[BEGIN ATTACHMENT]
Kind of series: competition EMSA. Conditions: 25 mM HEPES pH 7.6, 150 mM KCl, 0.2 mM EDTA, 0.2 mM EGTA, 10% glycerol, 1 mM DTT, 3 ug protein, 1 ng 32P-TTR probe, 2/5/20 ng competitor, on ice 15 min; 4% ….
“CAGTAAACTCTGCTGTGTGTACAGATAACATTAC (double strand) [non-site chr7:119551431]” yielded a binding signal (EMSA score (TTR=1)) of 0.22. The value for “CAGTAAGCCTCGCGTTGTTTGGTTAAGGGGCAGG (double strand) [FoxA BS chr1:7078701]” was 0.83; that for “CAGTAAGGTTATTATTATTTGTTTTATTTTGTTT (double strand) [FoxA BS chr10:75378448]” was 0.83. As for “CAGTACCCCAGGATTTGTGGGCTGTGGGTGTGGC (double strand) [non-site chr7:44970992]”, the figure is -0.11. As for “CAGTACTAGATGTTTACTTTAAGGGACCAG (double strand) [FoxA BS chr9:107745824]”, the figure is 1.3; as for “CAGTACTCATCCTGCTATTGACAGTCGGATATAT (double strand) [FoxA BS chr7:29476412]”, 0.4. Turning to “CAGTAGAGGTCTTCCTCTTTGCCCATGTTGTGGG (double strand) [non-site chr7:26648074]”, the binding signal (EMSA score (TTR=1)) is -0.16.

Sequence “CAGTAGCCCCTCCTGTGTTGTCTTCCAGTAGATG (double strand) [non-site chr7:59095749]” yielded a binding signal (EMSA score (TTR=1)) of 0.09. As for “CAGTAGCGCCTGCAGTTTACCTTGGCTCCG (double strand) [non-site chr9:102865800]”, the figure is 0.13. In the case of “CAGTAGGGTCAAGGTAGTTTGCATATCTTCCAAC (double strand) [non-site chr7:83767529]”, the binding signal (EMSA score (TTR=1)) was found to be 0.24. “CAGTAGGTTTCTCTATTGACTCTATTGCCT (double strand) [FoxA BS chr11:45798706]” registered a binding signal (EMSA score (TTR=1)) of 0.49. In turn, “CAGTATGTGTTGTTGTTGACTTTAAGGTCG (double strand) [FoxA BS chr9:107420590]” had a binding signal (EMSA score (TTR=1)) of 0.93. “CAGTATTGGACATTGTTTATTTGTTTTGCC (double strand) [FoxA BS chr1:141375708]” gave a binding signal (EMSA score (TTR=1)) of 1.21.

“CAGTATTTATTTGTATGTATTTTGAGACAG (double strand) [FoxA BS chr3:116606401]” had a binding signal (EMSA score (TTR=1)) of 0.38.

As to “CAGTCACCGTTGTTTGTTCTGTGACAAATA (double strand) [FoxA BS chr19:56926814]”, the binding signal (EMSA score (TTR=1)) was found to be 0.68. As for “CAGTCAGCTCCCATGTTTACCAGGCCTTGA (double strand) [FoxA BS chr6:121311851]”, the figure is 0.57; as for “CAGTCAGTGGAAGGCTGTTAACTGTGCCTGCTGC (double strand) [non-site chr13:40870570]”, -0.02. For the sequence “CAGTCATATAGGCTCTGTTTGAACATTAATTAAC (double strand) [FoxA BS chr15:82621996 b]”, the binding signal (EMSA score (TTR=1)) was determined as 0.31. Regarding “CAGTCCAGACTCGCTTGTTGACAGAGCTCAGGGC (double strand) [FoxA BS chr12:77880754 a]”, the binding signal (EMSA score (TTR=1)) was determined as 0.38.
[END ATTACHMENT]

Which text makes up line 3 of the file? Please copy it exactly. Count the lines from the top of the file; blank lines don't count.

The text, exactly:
Sequence “CAGTAGCCCCTCCTGTGTTGTCTTCCAGTAGATG (double strand) [non-site chr7:59095749]” yielded a binding signal (EMSA score (TTR=1)) of 0.09. As for “CAGTAGCGCCTGCAGTTTACCTTGGCTCCG (double strand) [non-site chr9:102865800]”, the figure is 0.13. In the case of “CAGTAGGGTCAAGGTAGTTTGCATATCTTCCAAC (double strand) [non-site chr7:83767529]”, the binding signal (EMSA score (TTR=1)) was found to be 0.24. “CAGTAGGTTTCTCTATTGACTCTATTGCCT (double strand) [FoxA BS chr11:45798706]” registered a binding signal (EMSA score (TTR=1)) of 0.49. In turn, “CAGTATGTGTTGTTGTTGACTTTAAGGTCG (double strand) [FoxA BS chr9:107420590]” had a binding signal (EMSA score (TTR=1)) of 0.93. “CAGTATTGGACATTGTTTATTTGTTTTGCC (double strand) [FoxA BS chr1:141375708]” gave a binding signal (EMSA score (TTR=1)) of 1.21.